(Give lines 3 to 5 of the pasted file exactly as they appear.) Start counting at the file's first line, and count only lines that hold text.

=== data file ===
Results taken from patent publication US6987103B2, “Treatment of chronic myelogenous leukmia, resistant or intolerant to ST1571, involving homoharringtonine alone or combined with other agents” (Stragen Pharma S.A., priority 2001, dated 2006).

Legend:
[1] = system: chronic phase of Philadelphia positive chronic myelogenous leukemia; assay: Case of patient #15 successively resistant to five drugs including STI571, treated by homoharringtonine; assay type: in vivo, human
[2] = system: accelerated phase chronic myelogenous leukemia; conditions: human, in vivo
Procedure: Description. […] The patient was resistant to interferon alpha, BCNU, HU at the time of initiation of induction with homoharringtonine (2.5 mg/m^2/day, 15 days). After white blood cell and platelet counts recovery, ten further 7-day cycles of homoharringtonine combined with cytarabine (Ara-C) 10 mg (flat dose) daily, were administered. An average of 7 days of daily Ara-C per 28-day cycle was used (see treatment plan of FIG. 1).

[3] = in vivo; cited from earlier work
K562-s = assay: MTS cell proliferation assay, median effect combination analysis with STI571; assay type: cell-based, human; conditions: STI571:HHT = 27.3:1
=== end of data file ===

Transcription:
[1] = system: chronic phase of Philadelphia positive chronic myelogenous leukemia; assay: Case of patient #15 successively resistant to five drugs including STI571, treated by homoharringtonine; assay type: in vivo, human
[2] = system: accelerated phase chronic myelogenous leukemia; conditions: human, in vivo
Procedure: Description. […] The patient was resistant to interferon alpha, BCNU, HU at the time of initiation of induction with homoharringtonine (2.5 mg/m^2/day, 15 days). After white blood cell and platelet counts recovery, ten further 7-day cycles of homoharringtonine combined with cytarabine (Ara-C) 10 mg (flat dose) daily, were administered. An average of 7 days of daily Ara-C per 28-day cycle was used (see treatment plan of FIG. 1).